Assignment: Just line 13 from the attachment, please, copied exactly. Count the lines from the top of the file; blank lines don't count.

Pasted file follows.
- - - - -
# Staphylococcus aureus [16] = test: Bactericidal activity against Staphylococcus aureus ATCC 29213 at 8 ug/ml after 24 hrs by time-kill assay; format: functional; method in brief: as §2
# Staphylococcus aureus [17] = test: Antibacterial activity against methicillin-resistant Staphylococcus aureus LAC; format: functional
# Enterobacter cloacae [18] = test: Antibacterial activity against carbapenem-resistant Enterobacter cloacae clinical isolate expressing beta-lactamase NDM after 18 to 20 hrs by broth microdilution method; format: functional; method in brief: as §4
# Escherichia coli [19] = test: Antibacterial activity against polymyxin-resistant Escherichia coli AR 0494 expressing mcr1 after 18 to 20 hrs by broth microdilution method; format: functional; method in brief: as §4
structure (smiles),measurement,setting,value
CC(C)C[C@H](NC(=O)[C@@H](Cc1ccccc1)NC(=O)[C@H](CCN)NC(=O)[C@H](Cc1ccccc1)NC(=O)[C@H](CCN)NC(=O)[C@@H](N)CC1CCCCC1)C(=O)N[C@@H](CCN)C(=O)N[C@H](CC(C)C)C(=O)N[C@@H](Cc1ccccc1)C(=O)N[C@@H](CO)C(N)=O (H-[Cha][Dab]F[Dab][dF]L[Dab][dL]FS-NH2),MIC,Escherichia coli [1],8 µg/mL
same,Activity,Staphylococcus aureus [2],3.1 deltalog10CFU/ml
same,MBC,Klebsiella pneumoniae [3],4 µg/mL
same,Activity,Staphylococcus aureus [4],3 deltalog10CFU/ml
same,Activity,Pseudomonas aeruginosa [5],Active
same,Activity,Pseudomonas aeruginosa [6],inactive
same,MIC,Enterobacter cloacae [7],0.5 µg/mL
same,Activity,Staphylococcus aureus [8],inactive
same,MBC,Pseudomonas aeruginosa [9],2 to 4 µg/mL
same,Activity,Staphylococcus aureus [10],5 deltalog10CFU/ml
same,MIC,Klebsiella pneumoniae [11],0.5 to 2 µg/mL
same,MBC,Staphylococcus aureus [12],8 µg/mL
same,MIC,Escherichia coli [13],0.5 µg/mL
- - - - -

same,Activity,Staphylococcus aureus [8],inactive